The Chicago Crime Commission proudly honors the following individuals: DEA Group Supervisor George S. Karountzos, Special Agents Jomarr Cintron, Craig Schwartz, Paul Park, Nicholas Albert, Fernando Gomez, Christopher Marshall; Task Force Officers Artyom Postupaka - Lisle PD, Brette Glomb – Darien PD, Kristopher Kush - Park Forest PD, Donald Stone - Glenwood PD, Phil Hahn - Chicago Heights PD, Sergeant Alonzo Harris - Chicago PD, Lafayette Triplett - Chicago PD, Angel Amador - Chicago PD, Edward Daniels - Chicago PD, Defonda Louie – Chicago PD; Customs and Border Protection Officer Jose Venegas; National Guard IRS Olivia X. Rivera; National Guard IRS Natalie Uchmanowicz; and DEA IRA Kristeena V. Jackson.

LAW ENFORCEMENT EXCELLENCE AWARD (WEAPONS)
Again, the Chicago Crime Commission would like to honor another incredible instance of effective inter-agency partnership within the law enforcement community. For a significant amount of time, guns have been plaguing the neighborhoods of Chicago. Through the tireless efforts of ICE, HIS Chicago, FIG, and local law enforcement departments, guns that would otherwise be used to perpetrate unconscionable acts have been taken off the streets of Chicago.

Through meticulous investigative techniques and strategies, the multi-agency task force seized two live hand grenades, one grenade launcher, five .50 caliber assault rifles, a .22 handgun with a silencer, 25 other assault style weapons, over 1,000 rounds of ammunition, six ballistic vests, and 1.5 kilograms of cocaine.

The trifecta of seizing guns, money, and drugs is indicative of the far-reaching tentacles of organized crime in our communities. The seizure and arrests of the subjects involved in perpetrating criminal acts is also telling of the hardworking and determined law enforcement members who collaborate each day to make our streets safer.

Based on the successful efforts of the task force, the Chicago Crime Commission is proud to announce the following recipients of the Law Enforcement Excellence Award: HIS Chicago Financial Investigations Group Special Agents Matt Daoud, Matt Gauder, Tino Gonzalez, Jan Markiewicz, Robert Melone, Stefanie Moton, Kenneth Popovits, Matthew Siffermann, Spencer Taub, David Vanderlaan, Criminal Research Specialist Maureen McDougall, Financial Analyst Louis Sastre; ICE Enforcement Removal Officer Frank Trevino, Task Force Officers Sami Alnemri – Chicago PD, Garrick Amschl – Olympia Fields PD,  Juan Carrillo – Streamwood PD, David Dileto – New Lenox PD,  Jose Gonzalez – Addison PD, Tom LaPak – Hoffman Estates PD, Joel Mantia – Will County Sheriff's Office, Daniel Raysby – DuPage County Sheriff's Office, Vicente Roman – Lombard PD, Bilos Thomas – Chicago PD; Kane County State's Attorney's Office First Assistant State's Attorney Jody Gleason, Assistant State's Attorney William Engerman; Kane County Sheriff's Office Bomb and Arson Unit Sergeant Kevin Tindall, Deputy Brad Zentmyer; Chicago Police Department Cage Team Police Officers Jacinta O'Driscoll, Robert Garcia, Enrico Dixon; Bureau of Alcohol, Tobacco, and Firearms Group Supervisor Timothy Wilson, Special Agent Levi Tinder, Certified Explosives Specialist Tina Sherrow; Elgin Police Department's Special Investigations Unit Detective Sergeant Chris Jensen, Detectives Tom Wolek, Heather Robinson, Canine Officer Marshall Kite.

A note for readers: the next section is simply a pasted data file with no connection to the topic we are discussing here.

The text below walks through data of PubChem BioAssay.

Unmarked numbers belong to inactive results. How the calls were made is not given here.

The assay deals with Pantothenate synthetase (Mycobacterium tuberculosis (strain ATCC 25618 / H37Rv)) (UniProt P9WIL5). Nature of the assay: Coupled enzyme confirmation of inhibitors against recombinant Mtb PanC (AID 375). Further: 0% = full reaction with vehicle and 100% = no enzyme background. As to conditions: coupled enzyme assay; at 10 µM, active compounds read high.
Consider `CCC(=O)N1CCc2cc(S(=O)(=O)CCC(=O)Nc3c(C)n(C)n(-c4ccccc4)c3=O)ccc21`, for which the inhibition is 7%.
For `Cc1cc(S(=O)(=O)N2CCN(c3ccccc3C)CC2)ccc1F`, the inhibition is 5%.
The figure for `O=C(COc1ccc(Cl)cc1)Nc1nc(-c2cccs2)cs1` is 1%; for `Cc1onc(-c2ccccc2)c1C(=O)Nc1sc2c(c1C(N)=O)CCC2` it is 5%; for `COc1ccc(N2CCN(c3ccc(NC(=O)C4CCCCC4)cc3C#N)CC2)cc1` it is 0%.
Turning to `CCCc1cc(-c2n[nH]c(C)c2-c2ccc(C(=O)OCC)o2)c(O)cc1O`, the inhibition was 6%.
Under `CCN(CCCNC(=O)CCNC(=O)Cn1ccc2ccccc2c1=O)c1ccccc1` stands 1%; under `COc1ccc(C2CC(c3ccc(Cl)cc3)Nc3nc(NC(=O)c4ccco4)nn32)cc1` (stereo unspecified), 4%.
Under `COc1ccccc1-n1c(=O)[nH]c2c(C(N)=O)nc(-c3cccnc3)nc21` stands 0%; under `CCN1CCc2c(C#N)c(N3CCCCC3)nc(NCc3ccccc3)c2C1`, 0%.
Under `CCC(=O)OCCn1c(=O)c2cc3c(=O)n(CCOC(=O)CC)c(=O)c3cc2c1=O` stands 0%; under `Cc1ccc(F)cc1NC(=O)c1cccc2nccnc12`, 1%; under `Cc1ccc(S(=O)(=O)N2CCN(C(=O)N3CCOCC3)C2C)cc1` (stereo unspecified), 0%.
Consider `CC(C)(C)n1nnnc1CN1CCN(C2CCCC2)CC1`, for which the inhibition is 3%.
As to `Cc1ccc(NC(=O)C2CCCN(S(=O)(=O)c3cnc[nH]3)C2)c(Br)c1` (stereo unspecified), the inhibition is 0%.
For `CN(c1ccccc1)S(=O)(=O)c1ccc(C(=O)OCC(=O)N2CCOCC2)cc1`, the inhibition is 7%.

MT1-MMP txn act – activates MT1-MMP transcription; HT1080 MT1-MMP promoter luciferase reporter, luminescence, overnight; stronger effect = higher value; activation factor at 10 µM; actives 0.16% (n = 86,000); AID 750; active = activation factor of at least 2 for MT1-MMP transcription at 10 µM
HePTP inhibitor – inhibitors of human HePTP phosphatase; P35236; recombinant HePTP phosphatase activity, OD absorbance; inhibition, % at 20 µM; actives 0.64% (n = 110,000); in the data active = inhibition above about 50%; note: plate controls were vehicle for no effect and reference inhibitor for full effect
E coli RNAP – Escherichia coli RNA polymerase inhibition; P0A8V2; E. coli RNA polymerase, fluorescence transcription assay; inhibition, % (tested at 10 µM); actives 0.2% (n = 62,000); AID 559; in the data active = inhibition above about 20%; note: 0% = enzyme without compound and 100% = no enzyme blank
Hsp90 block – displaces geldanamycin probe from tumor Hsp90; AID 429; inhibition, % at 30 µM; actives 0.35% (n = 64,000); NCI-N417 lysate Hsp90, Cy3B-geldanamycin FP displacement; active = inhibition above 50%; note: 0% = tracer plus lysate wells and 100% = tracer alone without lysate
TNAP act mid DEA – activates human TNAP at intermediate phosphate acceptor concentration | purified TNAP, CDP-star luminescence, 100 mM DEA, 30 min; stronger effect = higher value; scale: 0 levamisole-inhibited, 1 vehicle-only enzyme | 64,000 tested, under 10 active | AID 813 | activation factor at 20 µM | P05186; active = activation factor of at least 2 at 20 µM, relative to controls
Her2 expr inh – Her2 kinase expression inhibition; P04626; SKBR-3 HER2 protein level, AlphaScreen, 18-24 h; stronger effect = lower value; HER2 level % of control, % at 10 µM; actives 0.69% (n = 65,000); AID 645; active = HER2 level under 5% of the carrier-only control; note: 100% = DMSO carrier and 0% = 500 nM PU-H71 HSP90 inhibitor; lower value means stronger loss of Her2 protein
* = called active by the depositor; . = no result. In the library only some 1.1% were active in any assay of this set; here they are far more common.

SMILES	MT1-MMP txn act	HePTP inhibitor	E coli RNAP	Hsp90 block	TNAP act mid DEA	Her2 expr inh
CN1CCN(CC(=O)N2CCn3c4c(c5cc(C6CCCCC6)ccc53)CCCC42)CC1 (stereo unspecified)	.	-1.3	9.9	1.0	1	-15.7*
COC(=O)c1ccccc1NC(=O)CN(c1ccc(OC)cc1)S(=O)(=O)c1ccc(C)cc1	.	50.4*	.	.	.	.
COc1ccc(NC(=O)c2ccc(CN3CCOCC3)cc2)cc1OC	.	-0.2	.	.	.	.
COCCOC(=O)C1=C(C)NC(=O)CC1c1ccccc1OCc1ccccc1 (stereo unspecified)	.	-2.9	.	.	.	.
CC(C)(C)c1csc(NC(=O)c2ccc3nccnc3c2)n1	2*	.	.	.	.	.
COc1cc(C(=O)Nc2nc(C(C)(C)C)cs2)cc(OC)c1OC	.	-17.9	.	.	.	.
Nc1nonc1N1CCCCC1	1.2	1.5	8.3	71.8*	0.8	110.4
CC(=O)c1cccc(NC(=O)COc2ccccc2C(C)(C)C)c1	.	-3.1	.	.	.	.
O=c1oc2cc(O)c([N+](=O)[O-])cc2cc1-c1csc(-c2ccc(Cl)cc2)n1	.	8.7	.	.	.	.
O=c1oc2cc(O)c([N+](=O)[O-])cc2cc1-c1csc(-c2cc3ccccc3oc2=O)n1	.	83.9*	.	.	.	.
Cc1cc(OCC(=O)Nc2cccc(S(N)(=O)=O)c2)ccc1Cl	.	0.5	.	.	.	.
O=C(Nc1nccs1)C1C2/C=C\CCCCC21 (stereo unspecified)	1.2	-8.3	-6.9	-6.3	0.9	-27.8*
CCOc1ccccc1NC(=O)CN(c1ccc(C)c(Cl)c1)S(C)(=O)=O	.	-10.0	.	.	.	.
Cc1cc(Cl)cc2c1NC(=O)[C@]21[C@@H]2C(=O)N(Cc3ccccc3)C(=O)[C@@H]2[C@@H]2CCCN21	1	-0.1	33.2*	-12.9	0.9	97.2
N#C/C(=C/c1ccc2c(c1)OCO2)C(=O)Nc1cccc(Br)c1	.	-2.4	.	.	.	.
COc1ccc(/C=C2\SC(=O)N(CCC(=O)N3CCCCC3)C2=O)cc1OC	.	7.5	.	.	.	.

EXCELLENCE IN LAW ENFORCEMENT (ILLEGAL NARCOTICS)
Just over three years ago, the Chicago Crime Commission named Joaquin "El Chapo" Guzman Loera of the Sinaloa Cartel as its Public Enemy Number 1. Despite El Chapo being imprisoned in Mexico, his cartel continues to perpetuate crimes that impact the Chicagoland area. The efforts of the Organized Crime Drug Enforcement Task Force (OCDETF), "Operation Tiburon" and "Operation Buzz Kill" – a joint state and federal investigation – have brought many members of El Chapo's gang enterprise to justice. Such individuals included many high-level members of the Sinaloa Cartel operating in multiple countries and multiple cities in the United States, including Chicago.

Through OCDETF's work they dismantled one of the largest drug trafficking organizations ever charged in Chicago, which was originally a simple Chicago street gang case. The Sinaloa Cartel supplied most of the heroin in the region and 1,500 – 2,000 kilograms of cocaine each month. To date, these investigations have resulted in federal indictments of 67 defendants, including Cartel leader Joaquin Guzman Loera and other high level Sinaloa targets, the seizure of over $32 million in U.S. currency, 3,100 kilograms of cocaine, 72 kilograms of heroin, 704 pounds of methamphetamine, 25 weapons, and 32 vehicles.  In total, the investigation sought over $1.8 billion.